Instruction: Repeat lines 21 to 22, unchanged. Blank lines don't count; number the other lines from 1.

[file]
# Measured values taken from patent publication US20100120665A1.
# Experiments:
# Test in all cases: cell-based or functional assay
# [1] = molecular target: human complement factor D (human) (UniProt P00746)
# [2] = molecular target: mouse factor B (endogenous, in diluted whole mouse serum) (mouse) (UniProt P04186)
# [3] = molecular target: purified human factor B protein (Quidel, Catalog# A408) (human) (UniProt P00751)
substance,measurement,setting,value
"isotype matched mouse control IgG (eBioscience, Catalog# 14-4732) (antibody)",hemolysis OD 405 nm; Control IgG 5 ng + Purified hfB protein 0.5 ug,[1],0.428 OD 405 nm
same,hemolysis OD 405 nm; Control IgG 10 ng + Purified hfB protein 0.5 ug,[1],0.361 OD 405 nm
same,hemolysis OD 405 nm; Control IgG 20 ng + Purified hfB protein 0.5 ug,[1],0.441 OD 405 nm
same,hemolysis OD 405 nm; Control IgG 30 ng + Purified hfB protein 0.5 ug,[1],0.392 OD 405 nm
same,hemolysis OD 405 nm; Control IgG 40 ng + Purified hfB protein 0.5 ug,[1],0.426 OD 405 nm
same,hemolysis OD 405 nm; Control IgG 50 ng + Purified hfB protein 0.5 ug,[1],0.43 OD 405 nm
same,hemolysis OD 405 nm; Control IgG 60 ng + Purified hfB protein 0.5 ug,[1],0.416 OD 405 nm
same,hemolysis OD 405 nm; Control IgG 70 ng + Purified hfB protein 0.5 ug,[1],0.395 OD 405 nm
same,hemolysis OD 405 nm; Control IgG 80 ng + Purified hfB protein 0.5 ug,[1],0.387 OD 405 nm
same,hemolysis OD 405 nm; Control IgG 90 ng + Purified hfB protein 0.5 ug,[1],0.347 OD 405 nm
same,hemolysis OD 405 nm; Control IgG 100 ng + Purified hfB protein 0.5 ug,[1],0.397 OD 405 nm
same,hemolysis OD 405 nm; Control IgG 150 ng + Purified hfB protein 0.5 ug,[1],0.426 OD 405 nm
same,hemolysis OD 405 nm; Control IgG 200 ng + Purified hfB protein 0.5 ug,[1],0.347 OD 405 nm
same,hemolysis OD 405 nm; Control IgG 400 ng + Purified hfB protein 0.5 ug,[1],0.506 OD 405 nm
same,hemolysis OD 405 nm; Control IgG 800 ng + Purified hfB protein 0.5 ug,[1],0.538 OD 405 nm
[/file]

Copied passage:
same,hemolysis OD 405 nm; Control IgG 400 ng + Purified hfB protein 0.5 ug,[1],0.506 OD 405 nm
same,hemolysis OD 405 nm; Control IgG 800 ng + Purified hfB protein 0.5 ug,[1],0.538 OD 405 nm